8. Early stachyurus
In early spring, a profusion of tiny pale-primrose bells dangle from the branches of Stachyurus praecox like strings of pearls. The bumblebees love them. A shrub with an open spreading habit, it needs space to be seen at its best. Prune it right back immediately after flowering to encourage the new growth that will carry next year’s flowers. It will then settle into a background role for the summer. It does best in neutral to acidic humus-rich soil in either sun or partial shade.
9. Japanese apricot
Prunus mume ‘Beni-chidori’ – also known as the Japanese apricot – is a dwarf tree much loved for its carmine pink, almond-scented flowers that cover the branches from late February and on through March. It is a compact tree, growing to two and a half metres, and is therefore suitable for container planting. It needs full sun and a sheltered position, and will grow in most soils except anything too damp or chalky. Although the occasional fruits are edible, they are not palatable.
10. White forsythia
Abeliophyllum distichum – better known as the white forsythia – is an altogether subtler shrub than its bright yellow relative. The fragrant star-shaped white flowers are borne in abundance on the bare branches in late winter and early spring. It has quite a lax, scrambling habit and should be cut back after flowering. It prefers full sun but will grow in partial shade and in most soils provided they are not too dry.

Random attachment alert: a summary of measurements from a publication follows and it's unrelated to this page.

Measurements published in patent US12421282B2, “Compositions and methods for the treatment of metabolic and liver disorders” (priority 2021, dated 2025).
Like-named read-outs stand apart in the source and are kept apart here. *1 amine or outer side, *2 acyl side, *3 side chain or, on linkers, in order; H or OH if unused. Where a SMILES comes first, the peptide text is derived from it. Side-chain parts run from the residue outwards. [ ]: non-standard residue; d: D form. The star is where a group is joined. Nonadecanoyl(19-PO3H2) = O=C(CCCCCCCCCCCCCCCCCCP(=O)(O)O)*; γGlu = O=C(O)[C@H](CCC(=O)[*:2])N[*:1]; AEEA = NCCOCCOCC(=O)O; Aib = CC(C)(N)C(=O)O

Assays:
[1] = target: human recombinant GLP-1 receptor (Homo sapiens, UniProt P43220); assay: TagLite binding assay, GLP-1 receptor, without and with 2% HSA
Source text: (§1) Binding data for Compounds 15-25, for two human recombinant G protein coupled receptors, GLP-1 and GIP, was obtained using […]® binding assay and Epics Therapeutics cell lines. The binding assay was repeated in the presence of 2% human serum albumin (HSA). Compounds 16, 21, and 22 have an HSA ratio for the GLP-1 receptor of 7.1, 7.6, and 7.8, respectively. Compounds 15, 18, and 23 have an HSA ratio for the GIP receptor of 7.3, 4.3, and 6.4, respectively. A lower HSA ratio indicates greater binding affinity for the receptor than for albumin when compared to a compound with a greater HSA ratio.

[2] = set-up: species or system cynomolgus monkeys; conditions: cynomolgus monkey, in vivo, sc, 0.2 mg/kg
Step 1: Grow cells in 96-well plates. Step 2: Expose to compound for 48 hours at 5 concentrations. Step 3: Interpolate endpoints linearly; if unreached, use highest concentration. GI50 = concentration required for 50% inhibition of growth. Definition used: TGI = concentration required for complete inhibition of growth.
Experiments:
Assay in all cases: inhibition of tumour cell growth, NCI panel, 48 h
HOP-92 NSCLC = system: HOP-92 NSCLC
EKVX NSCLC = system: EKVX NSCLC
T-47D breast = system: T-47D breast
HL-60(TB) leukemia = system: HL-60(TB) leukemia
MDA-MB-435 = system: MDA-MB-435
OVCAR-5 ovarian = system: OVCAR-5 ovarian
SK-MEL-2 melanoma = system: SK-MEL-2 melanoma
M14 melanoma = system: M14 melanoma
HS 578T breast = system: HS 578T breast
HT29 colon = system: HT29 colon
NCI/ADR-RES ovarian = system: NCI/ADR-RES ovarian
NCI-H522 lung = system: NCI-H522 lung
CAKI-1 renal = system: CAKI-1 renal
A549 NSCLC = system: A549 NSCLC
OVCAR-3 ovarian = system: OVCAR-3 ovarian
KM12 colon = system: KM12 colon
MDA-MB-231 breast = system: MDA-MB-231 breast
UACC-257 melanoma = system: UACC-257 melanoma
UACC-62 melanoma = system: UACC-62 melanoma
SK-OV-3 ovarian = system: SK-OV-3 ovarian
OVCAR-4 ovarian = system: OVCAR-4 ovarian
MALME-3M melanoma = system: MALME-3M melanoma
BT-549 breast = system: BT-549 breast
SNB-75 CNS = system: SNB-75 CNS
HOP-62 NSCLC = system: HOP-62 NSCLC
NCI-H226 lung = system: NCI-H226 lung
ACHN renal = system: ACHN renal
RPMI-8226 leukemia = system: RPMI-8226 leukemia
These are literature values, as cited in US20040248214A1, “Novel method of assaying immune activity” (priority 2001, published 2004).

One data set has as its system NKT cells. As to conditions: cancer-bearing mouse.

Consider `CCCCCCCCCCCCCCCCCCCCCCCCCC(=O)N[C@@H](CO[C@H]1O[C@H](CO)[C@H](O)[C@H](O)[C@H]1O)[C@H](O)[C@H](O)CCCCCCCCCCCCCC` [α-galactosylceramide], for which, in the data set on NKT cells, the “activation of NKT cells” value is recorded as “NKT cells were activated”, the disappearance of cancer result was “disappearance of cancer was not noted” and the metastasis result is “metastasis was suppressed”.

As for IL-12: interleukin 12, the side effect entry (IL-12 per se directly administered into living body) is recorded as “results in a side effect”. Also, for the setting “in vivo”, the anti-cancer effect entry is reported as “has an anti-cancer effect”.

11. Delavay osmanthus
This large, spreading and slow-growing evergreen shrub bears masses of scented white flowers in April. It is unfussy, does well in shade and is reliable even on thin, chalky soils. It can be grown as a hedge or cloud pruned but in that case it should be cut in June to ensure future flowers. If you are planting particularly for fragrance, you may prefer its offspring, the honey and vanilla- scented O. x burkwoodii rather than O. delavayi, which some say smells of suntan lotion!
12. Coronilla valentina
A neat evergreen shrub with blue-green foliage, Coronilla valentina var. glauca ‘Citrina’ is covered in scented flowers from February until April – and sometimes again in the autumn. The pea-like lemon- yellow flowers have an attractive fruity fragrance. As it isn’t the hardiest of plants, it is one for milder areas and sheltered spots in full sun, but will grow in any soil provided it is free-draining.